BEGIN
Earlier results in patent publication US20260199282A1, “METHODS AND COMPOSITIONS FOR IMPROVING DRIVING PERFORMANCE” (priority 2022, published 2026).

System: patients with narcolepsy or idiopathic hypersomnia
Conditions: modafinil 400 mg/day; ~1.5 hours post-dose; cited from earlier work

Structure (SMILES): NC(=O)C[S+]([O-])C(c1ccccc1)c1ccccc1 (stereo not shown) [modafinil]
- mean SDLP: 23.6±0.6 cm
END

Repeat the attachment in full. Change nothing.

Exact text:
Earlier results in patent publication US20260199282A1, “METHODS AND COMPOSITIONS FOR IMPROVING DRIVING PERFORMANCE” (priority 2022, published 2026).

System: patients with narcolepsy or idiopathic hypersomnia
Conditions: modafinil 400 mg/day; ~1.5 hours post-dose; cited from earlier work

Structure (SMILES): NC(=O)C[S+]([O-])C(c1ccccc1)c1ccccc1 (stereo not shown) [modafinil]
- mean SDLP: 23.6±0.6 cm